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Is sport inhumane?

Leszek J. Sibilski's picture

"Serious sport has nothing to do with fair play. It is bound up with hatred, jealousy, boastfulness, disregard of all rules and sadistic pleasure in witnessing violence. In other words, it is war minus the shooting.” - George Orwell
Several years ago, while attending a global sports conference, I noticed that one of the most prominent members of the International Olympic Committee was carrying a small book in French. Knowing that this individual has an inclination toward intellectual escapades, I couldn’t resist asking for the title and author, he replied: Robert Redeker, 2008, “Le Sport Est – il inhumain?” As I had not previously heard of Redeker, I asked some follow-up questions to establish his viewpoint.
Robert Redeker is a French writer and philosophy teacher, known for his controversial views on many aspects of humanity with a soft but critical spot for sport as he wrote two additional books dedicated to sport: in 2002, “Le Sport contre les peuples,” and in 2012, “L'Emprise sportive.”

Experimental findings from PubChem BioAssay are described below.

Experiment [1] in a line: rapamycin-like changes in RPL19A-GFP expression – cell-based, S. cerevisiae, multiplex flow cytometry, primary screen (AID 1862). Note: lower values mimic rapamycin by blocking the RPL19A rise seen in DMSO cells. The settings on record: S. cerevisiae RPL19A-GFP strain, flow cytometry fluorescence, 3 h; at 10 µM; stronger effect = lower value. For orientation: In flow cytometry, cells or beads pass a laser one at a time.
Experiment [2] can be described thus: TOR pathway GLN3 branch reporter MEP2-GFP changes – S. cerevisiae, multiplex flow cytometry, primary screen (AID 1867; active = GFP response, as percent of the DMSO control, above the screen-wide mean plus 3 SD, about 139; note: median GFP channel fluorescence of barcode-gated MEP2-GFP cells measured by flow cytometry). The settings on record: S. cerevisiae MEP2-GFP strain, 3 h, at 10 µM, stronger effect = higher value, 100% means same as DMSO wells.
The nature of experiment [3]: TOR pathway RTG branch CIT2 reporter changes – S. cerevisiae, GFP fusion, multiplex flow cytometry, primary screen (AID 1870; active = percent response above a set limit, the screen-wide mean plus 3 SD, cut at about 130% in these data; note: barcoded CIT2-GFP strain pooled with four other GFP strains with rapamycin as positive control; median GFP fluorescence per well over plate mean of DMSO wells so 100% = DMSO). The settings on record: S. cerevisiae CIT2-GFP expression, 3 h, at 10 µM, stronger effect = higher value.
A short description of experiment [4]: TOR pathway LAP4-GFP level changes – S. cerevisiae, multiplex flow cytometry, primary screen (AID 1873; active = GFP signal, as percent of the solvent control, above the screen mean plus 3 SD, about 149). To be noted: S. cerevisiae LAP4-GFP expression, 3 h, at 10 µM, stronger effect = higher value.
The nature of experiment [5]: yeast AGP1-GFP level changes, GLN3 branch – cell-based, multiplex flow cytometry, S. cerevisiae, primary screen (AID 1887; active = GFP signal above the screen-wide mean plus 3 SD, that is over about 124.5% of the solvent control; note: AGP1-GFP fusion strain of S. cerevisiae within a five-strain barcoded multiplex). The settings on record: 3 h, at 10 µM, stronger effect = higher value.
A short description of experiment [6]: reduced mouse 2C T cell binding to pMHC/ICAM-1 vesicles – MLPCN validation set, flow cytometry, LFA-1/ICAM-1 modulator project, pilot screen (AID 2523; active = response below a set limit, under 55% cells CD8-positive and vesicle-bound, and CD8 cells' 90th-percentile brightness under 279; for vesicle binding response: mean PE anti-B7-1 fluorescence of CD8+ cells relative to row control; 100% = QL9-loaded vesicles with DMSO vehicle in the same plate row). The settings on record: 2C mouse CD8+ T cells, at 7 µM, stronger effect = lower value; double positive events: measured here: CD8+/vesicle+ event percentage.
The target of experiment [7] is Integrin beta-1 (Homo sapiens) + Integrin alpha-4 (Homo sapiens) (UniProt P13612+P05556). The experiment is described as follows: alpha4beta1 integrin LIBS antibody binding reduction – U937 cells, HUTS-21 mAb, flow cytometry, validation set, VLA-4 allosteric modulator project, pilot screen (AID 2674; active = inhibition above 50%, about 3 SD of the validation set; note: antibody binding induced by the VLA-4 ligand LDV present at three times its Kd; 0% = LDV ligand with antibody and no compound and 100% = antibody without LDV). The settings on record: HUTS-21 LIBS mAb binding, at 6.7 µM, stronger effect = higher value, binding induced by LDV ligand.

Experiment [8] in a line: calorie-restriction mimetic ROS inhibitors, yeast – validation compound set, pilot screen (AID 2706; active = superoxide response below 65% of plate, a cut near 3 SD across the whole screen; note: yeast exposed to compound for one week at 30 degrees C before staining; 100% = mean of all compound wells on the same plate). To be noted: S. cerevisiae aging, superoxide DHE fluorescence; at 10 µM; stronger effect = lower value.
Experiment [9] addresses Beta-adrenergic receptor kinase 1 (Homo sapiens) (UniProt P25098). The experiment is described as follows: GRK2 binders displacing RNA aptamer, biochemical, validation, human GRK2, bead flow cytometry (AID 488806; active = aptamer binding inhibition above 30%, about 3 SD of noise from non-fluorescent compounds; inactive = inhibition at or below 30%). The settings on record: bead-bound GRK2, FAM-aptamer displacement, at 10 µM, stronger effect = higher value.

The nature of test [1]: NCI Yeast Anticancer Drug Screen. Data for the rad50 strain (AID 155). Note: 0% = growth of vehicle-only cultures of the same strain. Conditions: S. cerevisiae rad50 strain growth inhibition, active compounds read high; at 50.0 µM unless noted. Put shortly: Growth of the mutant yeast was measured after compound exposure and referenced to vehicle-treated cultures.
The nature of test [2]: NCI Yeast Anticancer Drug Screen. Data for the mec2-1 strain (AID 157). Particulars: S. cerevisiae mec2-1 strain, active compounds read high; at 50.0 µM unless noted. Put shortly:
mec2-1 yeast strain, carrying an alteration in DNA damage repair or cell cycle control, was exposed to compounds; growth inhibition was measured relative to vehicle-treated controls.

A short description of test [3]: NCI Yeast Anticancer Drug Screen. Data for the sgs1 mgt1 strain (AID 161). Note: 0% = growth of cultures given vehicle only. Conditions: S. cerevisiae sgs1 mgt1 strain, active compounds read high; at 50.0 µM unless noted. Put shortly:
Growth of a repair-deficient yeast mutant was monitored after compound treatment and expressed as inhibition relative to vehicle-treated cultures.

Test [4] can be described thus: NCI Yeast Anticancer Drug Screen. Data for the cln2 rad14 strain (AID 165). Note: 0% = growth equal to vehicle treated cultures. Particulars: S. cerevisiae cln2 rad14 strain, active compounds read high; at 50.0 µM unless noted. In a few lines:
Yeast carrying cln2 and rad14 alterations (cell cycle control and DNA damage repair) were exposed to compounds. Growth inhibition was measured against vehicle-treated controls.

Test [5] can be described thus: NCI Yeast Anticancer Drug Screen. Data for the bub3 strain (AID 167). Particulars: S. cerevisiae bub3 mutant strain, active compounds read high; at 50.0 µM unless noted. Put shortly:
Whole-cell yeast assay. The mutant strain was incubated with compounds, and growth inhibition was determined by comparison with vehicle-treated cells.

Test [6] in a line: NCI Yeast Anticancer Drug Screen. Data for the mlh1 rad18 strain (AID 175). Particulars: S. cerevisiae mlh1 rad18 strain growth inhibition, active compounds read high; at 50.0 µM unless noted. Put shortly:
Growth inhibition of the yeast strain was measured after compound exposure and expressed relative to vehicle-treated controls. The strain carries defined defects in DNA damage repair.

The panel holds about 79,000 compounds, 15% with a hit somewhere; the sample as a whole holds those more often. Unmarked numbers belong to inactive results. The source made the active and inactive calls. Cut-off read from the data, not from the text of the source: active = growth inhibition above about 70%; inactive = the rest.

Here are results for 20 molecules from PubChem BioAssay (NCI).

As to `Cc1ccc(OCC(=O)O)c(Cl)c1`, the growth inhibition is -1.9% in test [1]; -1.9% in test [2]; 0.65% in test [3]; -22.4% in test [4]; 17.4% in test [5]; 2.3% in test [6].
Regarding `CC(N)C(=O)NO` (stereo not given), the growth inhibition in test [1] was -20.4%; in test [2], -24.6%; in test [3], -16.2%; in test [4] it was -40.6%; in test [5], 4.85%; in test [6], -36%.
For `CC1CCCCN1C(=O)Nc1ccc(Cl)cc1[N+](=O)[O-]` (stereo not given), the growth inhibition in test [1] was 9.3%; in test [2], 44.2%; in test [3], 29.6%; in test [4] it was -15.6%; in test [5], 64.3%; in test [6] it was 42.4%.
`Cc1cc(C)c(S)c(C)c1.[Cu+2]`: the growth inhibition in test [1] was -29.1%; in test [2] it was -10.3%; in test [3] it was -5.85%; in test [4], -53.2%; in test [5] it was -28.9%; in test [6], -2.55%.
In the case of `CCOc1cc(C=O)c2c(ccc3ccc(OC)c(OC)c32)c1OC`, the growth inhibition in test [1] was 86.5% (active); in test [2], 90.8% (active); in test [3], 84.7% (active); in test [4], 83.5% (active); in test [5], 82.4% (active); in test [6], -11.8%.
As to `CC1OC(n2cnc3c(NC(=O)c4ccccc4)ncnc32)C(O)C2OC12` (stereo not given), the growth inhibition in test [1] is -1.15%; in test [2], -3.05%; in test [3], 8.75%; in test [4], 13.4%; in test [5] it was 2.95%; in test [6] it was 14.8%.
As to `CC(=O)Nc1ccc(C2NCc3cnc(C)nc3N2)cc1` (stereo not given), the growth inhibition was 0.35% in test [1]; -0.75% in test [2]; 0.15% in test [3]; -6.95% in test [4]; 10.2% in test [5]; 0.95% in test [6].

For those of us who will be going to Rio to witness the Olympic and Paralympic cauldron being lit amidst hundreds of thousands of spectators during the opening ceremonies, it is also perfect timing for a reflection about the current state of sport and the Olympic and Paralympic Movement. Currently, the deliberations are mostly lead by the media, athletes, coaches, and this time by the World Health Organization due to Zika's unknown long-term impacts.  
An ever-increasing number of leaders in sports as well as politics, education, and even religion are starting to pay closer attention to how sports can be a tool to benefit humanity. Critics such as Redeker have argued that it is an inhuman matrix, and that contemporary sport dehumanizes athletes while focusing only on citius, altius, fortius (faster, higher, stronger - speed, height, and strength as they are measurable quantities) at the expense of social, societal, behavioral and anthropological development.

Week 2 of the Olympics: many athletes relax, joining the spectator ranks

Philip E. Karp's picture

The Olympics have moved into week 2 with track and field replacing swimming as marquee events and the national stadium (better known as the Bird’s Nest) supplanting the Water Cube as the place to see and to be seen.  With two competition sessions per day scheduled at the Bird’s Nest, which holds 91,000 spectators, the crowds at the Olympic Green have gotten much bigger and the atmosphere live